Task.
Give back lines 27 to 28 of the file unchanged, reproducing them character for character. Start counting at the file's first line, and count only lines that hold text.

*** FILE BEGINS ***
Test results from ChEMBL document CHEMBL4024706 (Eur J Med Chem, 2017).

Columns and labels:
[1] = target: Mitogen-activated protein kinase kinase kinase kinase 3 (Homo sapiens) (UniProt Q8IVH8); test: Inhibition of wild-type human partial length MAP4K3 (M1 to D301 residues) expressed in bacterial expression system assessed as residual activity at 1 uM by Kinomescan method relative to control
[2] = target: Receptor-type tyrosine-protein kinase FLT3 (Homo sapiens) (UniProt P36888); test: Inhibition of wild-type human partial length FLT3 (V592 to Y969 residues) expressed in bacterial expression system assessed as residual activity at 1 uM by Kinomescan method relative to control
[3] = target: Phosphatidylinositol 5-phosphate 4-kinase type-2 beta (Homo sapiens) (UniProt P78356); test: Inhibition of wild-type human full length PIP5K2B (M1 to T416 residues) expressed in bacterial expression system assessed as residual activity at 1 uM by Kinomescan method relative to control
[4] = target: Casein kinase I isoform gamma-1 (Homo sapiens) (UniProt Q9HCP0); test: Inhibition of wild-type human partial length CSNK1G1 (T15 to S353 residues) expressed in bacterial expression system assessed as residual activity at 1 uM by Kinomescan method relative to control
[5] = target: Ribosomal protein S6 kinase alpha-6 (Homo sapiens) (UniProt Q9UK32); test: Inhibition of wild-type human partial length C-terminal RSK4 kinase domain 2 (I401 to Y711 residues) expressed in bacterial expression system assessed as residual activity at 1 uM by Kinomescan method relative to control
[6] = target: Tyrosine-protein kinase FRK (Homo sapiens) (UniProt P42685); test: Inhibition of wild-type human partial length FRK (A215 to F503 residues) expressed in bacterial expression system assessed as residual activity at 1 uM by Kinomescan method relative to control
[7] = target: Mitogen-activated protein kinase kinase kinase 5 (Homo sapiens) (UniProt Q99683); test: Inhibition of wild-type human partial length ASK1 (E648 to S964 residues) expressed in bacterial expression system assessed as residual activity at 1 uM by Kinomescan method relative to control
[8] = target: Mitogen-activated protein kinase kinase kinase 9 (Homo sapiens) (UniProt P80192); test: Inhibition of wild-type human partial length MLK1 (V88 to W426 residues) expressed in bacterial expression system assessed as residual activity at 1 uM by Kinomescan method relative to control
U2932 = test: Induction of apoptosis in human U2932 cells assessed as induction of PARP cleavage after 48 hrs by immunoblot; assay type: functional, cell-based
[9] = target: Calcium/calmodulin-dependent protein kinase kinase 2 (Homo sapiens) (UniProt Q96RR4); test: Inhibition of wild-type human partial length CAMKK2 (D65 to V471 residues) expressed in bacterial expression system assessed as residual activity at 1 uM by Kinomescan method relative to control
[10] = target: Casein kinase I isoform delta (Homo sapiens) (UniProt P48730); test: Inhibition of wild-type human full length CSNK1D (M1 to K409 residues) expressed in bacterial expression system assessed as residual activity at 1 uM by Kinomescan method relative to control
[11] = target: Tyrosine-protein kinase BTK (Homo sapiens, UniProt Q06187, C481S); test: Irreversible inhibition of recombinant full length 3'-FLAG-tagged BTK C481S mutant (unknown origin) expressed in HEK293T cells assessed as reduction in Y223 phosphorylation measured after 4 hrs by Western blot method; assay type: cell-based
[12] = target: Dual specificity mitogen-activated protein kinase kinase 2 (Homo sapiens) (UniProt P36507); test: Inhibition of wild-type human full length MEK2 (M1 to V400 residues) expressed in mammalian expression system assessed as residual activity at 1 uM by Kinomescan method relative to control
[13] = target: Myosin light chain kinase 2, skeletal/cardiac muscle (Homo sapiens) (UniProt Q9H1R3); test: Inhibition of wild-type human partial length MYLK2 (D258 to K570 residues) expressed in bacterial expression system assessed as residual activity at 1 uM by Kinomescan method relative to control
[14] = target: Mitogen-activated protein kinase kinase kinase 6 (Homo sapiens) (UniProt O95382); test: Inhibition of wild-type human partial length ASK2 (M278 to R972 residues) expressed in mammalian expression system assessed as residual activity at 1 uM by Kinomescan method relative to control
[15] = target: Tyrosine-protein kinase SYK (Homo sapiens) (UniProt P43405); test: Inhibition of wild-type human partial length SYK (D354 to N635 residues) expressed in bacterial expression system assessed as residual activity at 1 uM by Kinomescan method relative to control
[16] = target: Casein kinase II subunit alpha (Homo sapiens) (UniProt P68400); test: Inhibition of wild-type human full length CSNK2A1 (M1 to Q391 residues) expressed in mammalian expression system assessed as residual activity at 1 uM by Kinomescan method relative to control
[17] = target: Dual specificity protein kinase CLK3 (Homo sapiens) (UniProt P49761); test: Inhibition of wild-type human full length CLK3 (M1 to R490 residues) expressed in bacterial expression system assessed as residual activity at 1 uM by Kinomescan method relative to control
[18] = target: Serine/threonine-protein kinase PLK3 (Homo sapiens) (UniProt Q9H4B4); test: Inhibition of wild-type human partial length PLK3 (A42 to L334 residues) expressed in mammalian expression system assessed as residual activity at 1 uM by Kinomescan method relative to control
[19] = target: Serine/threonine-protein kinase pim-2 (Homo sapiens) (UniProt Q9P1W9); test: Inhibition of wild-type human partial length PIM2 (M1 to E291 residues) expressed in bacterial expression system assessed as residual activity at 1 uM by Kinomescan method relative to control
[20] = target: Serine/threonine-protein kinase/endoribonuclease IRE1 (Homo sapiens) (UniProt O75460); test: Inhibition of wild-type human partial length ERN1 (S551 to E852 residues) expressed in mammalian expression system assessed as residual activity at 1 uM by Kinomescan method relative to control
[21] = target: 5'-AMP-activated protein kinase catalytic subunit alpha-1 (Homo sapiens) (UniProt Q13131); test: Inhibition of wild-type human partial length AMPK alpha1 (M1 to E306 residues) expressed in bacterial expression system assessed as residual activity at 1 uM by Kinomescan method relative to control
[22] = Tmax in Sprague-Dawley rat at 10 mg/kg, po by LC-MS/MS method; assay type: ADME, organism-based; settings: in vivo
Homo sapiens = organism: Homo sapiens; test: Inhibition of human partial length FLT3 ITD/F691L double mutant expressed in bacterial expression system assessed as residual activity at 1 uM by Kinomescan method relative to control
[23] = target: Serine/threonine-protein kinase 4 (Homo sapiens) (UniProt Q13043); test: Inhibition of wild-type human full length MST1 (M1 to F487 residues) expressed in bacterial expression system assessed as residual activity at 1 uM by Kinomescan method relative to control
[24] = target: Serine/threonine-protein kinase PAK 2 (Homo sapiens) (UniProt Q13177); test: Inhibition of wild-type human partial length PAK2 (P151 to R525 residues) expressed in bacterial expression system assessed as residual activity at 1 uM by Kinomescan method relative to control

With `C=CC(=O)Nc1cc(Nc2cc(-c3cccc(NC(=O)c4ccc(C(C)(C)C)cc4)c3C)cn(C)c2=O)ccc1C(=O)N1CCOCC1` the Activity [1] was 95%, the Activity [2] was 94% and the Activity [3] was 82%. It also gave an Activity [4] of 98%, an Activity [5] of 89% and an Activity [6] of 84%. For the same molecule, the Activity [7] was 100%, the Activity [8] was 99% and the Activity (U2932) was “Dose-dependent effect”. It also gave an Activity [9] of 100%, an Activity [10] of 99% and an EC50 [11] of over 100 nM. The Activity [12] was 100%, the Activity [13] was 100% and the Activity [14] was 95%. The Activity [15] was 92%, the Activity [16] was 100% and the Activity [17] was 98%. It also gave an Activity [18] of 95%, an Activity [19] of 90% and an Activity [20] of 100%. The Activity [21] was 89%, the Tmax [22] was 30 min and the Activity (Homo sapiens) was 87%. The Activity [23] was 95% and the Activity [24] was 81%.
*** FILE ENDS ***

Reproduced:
[23] = target: Serine/threonine-protein kinase 4 (Homo sapiens) (UniProt Q13043); test: Inhibition of wild-type human full length MST1 (M1 to F487 residues) expressed in bacterial expression system assessed as residual activity at 1 uM by Kinomescan method relative to control
[24] = target: Serine/threonine-protein kinase PAK 2 (Homo sapiens) (UniProt Q13177); test: Inhibition of wild-type human partial length PAK2 (P151 to R525 residues) expressed in bacterial expression system assessed as residual activity at 1 uM by Kinomescan method relative to control